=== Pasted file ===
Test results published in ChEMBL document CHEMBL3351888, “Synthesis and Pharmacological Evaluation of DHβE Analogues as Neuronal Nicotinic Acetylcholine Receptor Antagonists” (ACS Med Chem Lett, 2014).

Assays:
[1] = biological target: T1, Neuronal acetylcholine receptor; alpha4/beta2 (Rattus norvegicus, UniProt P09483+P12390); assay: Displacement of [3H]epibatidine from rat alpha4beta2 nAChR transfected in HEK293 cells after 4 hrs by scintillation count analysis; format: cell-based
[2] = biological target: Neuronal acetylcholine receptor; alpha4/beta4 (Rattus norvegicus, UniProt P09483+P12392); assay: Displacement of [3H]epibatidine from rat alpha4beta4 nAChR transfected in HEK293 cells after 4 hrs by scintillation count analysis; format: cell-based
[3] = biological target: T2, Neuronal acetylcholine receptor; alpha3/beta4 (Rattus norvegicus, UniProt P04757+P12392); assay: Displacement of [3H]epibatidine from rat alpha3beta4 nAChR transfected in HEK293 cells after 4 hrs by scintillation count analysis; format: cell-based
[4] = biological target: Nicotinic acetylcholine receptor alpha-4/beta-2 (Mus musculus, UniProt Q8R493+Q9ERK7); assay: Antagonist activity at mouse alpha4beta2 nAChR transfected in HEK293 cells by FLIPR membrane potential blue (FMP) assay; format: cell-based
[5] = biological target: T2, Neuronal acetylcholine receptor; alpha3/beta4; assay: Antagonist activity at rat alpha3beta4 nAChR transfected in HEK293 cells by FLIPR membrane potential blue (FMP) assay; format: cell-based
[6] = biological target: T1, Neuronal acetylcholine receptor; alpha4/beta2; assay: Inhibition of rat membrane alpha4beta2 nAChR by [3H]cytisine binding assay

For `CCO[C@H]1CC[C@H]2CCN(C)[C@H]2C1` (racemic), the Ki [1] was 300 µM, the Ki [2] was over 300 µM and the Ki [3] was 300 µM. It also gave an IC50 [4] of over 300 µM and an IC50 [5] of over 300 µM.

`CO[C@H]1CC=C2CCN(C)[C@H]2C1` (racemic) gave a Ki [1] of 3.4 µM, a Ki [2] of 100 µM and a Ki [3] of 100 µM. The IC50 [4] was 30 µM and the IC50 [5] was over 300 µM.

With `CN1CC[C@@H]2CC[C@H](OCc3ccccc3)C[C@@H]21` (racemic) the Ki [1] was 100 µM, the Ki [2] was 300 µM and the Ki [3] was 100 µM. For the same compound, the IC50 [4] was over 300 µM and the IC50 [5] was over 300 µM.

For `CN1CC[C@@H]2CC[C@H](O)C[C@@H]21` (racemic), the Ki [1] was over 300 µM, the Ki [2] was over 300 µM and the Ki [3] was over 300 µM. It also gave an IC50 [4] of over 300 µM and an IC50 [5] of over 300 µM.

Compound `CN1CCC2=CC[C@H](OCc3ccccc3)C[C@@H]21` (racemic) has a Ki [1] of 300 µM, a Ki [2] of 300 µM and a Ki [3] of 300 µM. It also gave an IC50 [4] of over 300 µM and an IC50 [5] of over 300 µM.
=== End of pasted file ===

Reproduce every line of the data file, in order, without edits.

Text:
Test results published in ChEMBL document CHEMBL3351888, “Synthesis and Pharmacological Evaluation of DHβE Analogues as Neuronal Nicotinic Acetylcholine Receptor Antagonists” (ACS Med Chem Lett, 2014).

Assays:
[1] = biological target: T1, Neuronal acetylcholine receptor; alpha4/beta2 (Rattus norvegicus, UniProt P09483+P12390); assay: Displacement of [3H]epibatidine from rat alpha4beta2 nAChR transfected in HEK293 cells after 4 hrs by scintillation count analysis; format: cell-based
[2] = biological target: Neuronal acetylcholine receptor; alpha4/beta4 (Rattus norvegicus, UniProt P09483+P12392); assay: Displacement of [3H]epibatidine from rat alpha4beta4 nAChR transfected in HEK293 cells after 4 hrs by scintillation count analysis; format: cell-based
[3] = biological target: T2, Neuronal acetylcholine receptor; alpha3/beta4 (Rattus norvegicus, UniProt P04757+P12392); assay: Displacement of [3H]epibatidine from rat alpha3beta4 nAChR transfected in HEK293 cells after 4 hrs by scintillation count analysis; format: cell-based
[4] = biological target: Nicotinic acetylcholine receptor alpha-4/beta-2 (Mus musculus, UniProt Q8R493+Q9ERK7); assay: Antagonist activity at mouse alpha4beta2 nAChR transfected in HEK293 cells by FLIPR membrane potential blue (FMP) assay; format: cell-based
[5] = biological target: T2, Neuronal acetylcholine receptor; alpha3/beta4; assay: Antagonist activity at rat alpha3beta4 nAChR transfected in HEK293 cells by FLIPR membrane potential blue (FMP) assay; format: cell-based
[6] = biological target: T1, Neuronal acetylcholine receptor; alpha4/beta2; assay: Inhibition of rat membrane alpha4beta2 nAChR by [3H]cytisine binding assay

For `CCO[C@H]1CC[C@H]2CCN(C)[C@H]2C1` (racemic), the Ki [1] was 300 µM, the Ki [2] was over 300 µM and the Ki [3] was 300 µM. It also gave an IC50 [4] of over 300 µM and an IC50 [5] of over 300 µM.

`CO[C@H]1CC=C2CCN(C)[C@H]2C1` (racemic) gave a Ki [1] of 3.4 µM, a Ki [2] of 100 µM and a Ki [3] of 100 µM. The IC50 [4] was 30 µM and the IC50 [5] was over 300 µM.

With `CN1CC[C@@H]2CC[C@H](OCc3ccccc3)C[C@@H]21` (racemic) the Ki [1] was 100 µM, the Ki [2] was 300 µM and the Ki [3] was 100 µM. For the same compound, the IC50 [4] was over 300 µM and the IC50 [5] was over 300 µM.

For `CN1CC[C@@H]2CC[C@H](O)C[C@@H]21` (racemic), the Ki [1] was over 300 µM, the Ki [2] was over 300 µM and the Ki [3] was over 300 µM. It also gave an IC50 [4] of over 300 µM and an IC50 [5] of over 300 µM.

Compound `CN1CCC2=CC[C@H](OCc3ccccc3)C[C@@H]21` (racemic) has a Ki [1] of 300 µM, a Ki [2] of 300 µM and a Ki [3] of 300 µM. It also gave an IC50 [4] of over 300 µM and an IC50 [5] of over 300 µM.